The burden of out of pocket costs and medical debt faced by households with chronic health conditions in the United States

Patrick Richard*, Regine Walker, Pierre Alexandre

*Corresponding author for this work

Research output: Contribution to journalArticlepeer-review

34 Scopus citations

Abstract

Introduction To examine the relationship between chronic health conditions and out-of-pocket costs (OOPC) and medical debt. Methods Secondary data from the 2013 Panel Study of Income Dynamics (PSID) was used. Households whose head of household and spouse (for married households) were 18 to 64 years old were included. Results Households with 1 to 3 chronic conditions had higher odds of having any OOPC compared to households with no chronic conditions (AOR 1.74, 95% CI 1.39, 2.17) (p < .01). Households with 1 to 3 and 4 or more chronic health conditions were associated with higher odds of having any medical debt (AOR 2.24, 95% CI 1.75 to 2.87; AOR 5.04, 95% CI 3.04 to 8.34) compared to those with no chronic conditions (p < 0.01). Similarly, 1 to 3 and 4 or more chronic health conditions was associated with higher amounts of OOPC (Exponentiated Coefficient 1.18, 95% CI 1.03 to 1.36; Exponentiated Coefficient 1.56, 95% CI 1.17 to 2.07) and medical debt (Exponentiated Coefficient 1.69, 95% CI 1.23 to 2.34; Exponentiated Coefficient 2.73, 95% CI 1.19 to 6.25) compared to households with no chronic conditions (p < 0.05). Conclusions Findings from this study show that the presence of chronic health conditions impose a large financial burden on some households.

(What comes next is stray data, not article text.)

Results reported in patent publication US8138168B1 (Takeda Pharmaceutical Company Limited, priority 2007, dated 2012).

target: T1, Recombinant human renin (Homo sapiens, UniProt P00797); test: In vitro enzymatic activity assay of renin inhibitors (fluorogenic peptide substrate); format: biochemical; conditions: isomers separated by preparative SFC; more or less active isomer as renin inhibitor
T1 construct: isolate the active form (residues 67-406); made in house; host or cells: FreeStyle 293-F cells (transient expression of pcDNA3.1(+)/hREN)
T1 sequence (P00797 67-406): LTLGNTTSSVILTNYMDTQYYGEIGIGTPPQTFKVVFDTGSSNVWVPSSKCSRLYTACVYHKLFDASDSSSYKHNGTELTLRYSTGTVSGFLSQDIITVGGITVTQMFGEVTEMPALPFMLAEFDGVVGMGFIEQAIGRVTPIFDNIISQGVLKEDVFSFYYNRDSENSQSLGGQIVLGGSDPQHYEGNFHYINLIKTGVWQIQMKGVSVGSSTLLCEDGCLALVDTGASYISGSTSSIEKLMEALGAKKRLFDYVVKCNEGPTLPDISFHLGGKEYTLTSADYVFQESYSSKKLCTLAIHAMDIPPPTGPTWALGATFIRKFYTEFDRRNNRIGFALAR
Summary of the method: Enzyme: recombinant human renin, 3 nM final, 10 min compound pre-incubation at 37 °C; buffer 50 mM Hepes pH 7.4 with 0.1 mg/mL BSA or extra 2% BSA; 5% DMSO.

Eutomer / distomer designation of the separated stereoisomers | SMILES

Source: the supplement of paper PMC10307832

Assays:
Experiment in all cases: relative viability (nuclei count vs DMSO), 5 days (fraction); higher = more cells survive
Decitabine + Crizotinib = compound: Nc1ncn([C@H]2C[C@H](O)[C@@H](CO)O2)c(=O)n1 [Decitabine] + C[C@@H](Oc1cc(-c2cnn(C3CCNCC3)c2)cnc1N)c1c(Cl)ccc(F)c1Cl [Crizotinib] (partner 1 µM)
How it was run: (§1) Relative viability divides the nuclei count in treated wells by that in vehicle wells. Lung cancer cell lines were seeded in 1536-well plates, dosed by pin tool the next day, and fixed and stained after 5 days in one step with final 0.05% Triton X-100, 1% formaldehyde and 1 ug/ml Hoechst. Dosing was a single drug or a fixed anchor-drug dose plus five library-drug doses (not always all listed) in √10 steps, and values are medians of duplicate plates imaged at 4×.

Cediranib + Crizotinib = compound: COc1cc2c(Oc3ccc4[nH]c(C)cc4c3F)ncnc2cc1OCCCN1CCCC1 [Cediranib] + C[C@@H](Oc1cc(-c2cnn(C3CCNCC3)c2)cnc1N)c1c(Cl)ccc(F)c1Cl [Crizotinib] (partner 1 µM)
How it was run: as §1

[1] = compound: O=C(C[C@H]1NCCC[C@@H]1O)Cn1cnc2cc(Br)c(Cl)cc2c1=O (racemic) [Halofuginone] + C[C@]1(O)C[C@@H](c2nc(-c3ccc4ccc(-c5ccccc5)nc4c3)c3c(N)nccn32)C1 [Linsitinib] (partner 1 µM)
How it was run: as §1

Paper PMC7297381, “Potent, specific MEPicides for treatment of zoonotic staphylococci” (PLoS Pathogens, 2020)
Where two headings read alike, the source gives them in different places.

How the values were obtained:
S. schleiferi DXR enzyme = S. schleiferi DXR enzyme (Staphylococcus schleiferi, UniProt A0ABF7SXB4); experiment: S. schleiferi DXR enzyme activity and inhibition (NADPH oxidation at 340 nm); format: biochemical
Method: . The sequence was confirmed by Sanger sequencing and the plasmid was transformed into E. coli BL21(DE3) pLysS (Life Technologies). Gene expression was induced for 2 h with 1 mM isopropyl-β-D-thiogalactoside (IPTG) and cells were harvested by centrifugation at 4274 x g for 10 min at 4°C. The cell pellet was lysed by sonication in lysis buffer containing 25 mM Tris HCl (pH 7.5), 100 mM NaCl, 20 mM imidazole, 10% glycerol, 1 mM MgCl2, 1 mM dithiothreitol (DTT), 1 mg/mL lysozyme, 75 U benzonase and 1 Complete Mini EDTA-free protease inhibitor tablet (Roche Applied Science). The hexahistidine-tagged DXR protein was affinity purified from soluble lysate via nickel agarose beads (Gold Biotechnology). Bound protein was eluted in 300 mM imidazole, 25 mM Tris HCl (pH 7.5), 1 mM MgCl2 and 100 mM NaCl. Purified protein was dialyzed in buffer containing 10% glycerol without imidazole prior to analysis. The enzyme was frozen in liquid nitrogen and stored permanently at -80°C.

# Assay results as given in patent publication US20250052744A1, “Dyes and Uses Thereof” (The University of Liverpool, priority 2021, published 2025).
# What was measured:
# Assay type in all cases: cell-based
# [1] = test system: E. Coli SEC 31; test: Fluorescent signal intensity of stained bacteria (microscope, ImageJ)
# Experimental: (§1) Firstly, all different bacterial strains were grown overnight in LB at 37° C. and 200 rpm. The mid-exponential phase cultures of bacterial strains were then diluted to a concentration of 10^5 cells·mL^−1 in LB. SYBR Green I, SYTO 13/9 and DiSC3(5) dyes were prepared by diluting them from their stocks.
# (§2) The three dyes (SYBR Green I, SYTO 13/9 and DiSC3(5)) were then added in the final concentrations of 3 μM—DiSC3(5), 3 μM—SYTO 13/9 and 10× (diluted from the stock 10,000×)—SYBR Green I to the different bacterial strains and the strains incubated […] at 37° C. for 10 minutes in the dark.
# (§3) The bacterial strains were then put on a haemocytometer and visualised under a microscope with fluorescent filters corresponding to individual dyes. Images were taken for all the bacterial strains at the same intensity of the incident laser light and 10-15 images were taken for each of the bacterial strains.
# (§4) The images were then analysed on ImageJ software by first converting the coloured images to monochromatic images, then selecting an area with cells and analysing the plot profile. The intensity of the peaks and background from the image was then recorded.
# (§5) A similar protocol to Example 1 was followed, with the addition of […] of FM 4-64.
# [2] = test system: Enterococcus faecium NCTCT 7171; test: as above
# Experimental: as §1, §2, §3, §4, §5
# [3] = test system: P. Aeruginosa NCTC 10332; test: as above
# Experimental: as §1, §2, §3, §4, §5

Original languageEnglish
Article numbere0199598
JournalPLoS ONE
Volume13
Issue number6
DOIs
StatePublished - Jun 2018
Externally publishedYes

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